Are you looking to spruce up your backyard with a pool, but you’re concerned about space, your needs and desires, and the unique qualities of your yard? You may be surprised at the amount of things you may need to consider. You may also be surprised to learn you have more options than you think and no, we’re not talking about inflatable above-ground pools. If you’re reading this you might be concerned about how small your yard is, where the ideal location for a pool may be, and what options there are for you, that you may not know about.
Consider Backyard Living Space for Starters
Adding a pool is more than just… adding a pool. A yard needs room to breathe. Space for greenery, furniture, and other recreational or relaxation activities is recommended and should be considered. Fire pit? Dining area? Lounge area? Bar? Even if you have a small yard, do not surrender all that precious real estate to your new splash zone. Plan well, maximize your backyard space, and be smart about the size of your pool. Think about how you will want to use your yard year-around and plan accordingly.
Is privacy a concern? Look around and assess the situation regarding your neighbors. Do you live in a noisy area? Add some water features to distract. Have a lot of greenery? Green space adds natural beauty to your yard. Trees, plants, and grass help cool and filter the air and are natural noise blockers too. Also think about foliage and debris that will end up in your pool if any greenery is nearby. There’s no need to manually clean that debris out of your pool! Check out the automatic pool cleaners that can do the work for you. Also, think about the areas where you would like sunlight and where you would like shade and make the necessary changes to your yard.
Your kids, pets, and guests will also appreciate any empty space for other needs, especially when the pool is not operational. Even if furniture wasn’t present before, it will be essential once your pool is up and running. We’re sure you wouldn’t want wet floors – or wet everything when guests step out of the pool and have nowhere else to go. Also consider the space that might be needed for safety measures like fencing – especially if you have children and pets.
Who’s Your Pool For?
Think of your family and potential guests, too. Whether you plan on having parties every weekend and have kids who are extremely active or if you’d simply like a new relaxation station or small swim spa for you and your partner, plan appropriately. You’ll need a few extras if you’re in the former camp and therefore, a larger yard. If in the latter scenario, a small inground pool or a small above ground pool may look awkward in a large, backyard space. Consider what’s best for your yard in addition to what you need and want.
Analyzing Your Backyard For Placement
Keep in mind some essential pool surroundings and features as you think about placement. More elaborate decks or new patios, new landscaping, and new backyard amenities will likely take up more backyard space than the actual pool. Also consider the multitude of different designs and shapes your pool can take according to any restrictions your yard may have or the creativity you might want to unleash. Pools are more than just squares, rectangles, and circles these days.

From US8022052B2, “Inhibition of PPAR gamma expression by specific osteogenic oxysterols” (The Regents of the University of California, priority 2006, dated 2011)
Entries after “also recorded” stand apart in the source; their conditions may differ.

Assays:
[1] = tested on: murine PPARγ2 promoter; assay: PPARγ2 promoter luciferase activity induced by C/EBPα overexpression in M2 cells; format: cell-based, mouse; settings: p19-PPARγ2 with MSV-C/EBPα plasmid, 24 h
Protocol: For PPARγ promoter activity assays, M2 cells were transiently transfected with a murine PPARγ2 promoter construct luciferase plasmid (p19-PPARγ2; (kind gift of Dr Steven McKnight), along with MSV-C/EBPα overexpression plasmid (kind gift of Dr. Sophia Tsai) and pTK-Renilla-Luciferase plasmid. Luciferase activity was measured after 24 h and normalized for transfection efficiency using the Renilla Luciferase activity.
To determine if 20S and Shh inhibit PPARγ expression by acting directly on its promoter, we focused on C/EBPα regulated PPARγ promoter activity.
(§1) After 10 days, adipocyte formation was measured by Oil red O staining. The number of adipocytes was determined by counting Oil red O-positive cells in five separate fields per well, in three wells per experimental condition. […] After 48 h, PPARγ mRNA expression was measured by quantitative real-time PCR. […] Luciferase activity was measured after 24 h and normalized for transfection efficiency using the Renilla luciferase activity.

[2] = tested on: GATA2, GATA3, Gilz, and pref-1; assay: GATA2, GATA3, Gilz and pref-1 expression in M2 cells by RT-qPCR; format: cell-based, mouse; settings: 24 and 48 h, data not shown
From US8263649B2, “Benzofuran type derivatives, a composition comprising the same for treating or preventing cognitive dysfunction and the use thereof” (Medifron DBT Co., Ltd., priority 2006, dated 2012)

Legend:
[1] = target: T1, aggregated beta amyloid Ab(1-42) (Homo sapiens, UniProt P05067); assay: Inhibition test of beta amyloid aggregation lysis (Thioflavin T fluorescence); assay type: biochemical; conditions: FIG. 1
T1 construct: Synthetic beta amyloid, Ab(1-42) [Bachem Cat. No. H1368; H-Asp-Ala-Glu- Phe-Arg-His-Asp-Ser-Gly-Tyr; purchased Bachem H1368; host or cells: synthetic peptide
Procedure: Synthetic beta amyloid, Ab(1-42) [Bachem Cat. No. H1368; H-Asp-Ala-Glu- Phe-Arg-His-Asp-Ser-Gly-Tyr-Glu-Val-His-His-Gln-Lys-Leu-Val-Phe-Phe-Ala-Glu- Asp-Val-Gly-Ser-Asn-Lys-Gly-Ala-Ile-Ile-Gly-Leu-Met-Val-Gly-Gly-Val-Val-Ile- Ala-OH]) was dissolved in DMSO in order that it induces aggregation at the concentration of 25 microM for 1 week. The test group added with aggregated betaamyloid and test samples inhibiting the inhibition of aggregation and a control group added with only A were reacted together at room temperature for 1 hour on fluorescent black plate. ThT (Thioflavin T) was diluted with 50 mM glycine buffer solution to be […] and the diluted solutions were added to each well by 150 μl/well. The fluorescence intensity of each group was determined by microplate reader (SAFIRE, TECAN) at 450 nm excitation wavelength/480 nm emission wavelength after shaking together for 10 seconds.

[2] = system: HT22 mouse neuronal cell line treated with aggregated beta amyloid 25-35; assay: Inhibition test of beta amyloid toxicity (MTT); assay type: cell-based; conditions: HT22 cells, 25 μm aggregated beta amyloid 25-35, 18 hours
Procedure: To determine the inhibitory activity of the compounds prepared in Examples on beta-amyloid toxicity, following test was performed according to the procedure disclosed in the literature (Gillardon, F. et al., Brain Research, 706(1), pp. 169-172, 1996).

You may want to ask yourself a few questions before landing on a spot for your pool. Is the potential spot flat enough? How much space is there to walk around? Did I check with my local government about installing a pool? Have I checked my survey plot? How will this affect greenery? Is this area prone to rainwater runoff?
Concerns about Small Yards and Pools
Most pool installers agree – almost no backyard is too small for a pool. Work closely with your pool designer and see if they’re able to create and add elements that will make your pool feel larger than it is. We suggest you research some examples online, in print magazines, or look through our Pinterest board! Get a feel for how they may look like and you may even get some inspiration to show your contractor. Do keep in mind that you might have to turn down extra features like slides, waterfalls, diving boards, and elaborate rock work if your pool isn’t big enough. Above all, remember, small pools are pools too!
Other Backyard Obstacles
Your pool’s placement, shape, and size could be influenced by your local zoning laws, any differences in elevation, and drainage considerations. Be sure to check with your local government about any potential backyard property rules before installing your pool such as certain buffers required between property lines and buildings. Make sure your contractor is in the know!
Remember that it rains sometimes! You might be stuck dreaming about sunny days, relaxing in your pool, but consider how rainwater might affect your new aquatic retreat. You will also need room for construction machinery to get by, some space for materials to be laid down before installation, and the appropriate yard conditions to host equipment (or, at least, knowing that you’ll need a landscaper after all is said and done). Almost ready to start digging? It’s not just dirt down there! Make sure to review your home’s survey plot or ask your realtor about any and all possible obstacles, such as: utility lines, water, hard rocks, etc.
As you can see, there are a few questions you should ask yourself first before starting construction. With some planning and the right yard conditions, your backyard will soon host the ultimate pool party or be home to the best self-care spot for you and those you love.